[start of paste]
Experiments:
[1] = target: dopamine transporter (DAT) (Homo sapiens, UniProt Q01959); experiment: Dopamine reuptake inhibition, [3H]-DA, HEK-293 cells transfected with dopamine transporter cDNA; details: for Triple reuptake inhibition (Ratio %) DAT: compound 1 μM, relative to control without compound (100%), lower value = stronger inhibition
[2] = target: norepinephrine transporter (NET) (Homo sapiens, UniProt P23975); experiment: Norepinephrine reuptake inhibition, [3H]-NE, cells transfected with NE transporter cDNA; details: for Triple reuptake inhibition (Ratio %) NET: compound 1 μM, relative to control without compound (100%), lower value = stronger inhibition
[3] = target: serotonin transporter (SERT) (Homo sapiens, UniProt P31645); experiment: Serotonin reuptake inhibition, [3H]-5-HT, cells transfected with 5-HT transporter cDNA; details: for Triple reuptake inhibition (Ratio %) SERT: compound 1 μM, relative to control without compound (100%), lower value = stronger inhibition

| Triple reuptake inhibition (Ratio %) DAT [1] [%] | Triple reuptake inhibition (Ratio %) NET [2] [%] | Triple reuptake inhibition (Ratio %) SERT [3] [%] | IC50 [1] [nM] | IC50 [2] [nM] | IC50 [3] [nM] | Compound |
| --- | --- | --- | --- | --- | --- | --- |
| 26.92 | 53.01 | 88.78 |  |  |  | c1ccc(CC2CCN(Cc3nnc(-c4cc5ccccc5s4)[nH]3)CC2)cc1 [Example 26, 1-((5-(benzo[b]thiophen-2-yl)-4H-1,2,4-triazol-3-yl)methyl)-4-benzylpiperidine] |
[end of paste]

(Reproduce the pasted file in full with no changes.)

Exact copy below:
Experiments:
[1] = target: dopamine transporter (DAT) (Homo sapiens, UniProt Q01959); experiment: Dopamine reuptake inhibition, [3H]-DA, HEK-293 cells transfected with dopamine transporter cDNA; details: for Triple reuptake inhibition (Ratio %) DAT: compound 1 μM, relative to control without compound (100%), lower value = stronger inhibition
[2] = target: norepinephrine transporter (NET) (Homo sapiens, UniProt P23975); experiment: Norepinephrine reuptake inhibition, [3H]-NE, cells transfected with NE transporter cDNA; details: for Triple reuptake inhibition (Ratio %) NET: compound 1 μM, relative to control without compound (100%), lower value = stronger inhibition
[3] = target: serotonin transporter (SERT) (Homo sapiens, UniProt P31645); experiment: Serotonin reuptake inhibition, [3H]-5-HT, cells transfected with 5-HT transporter cDNA; details: for Triple reuptake inhibition (Ratio %) SERT: compound 1 μM, relative to control without compound (100%), lower value = stronger inhibition

| Triple reuptake inhibition (Ratio %) DAT [1] [%] | Triple reuptake inhibition (Ratio %) NET [2] [%] | Triple reuptake inhibition (Ratio %) SERT [3] [%] | IC50 [1] [nM] | IC50 [2] [nM] | IC50 [3] [nM] | Compound |
| --- | --- | --- | --- | --- | --- | --- |
| 26.92 | 53.01 | 88.78 |  |  |  | c1ccc(CC2CCN(Cc3nnc(-c4cc5ccccc5s4)[nH]3)CC2)cc1 [Example 26, 1-((5-(benzo[b]thiophen-2-yl)-4H-1,2,4-triazol-3-yl)methyl)-4-benzylpiperidine] |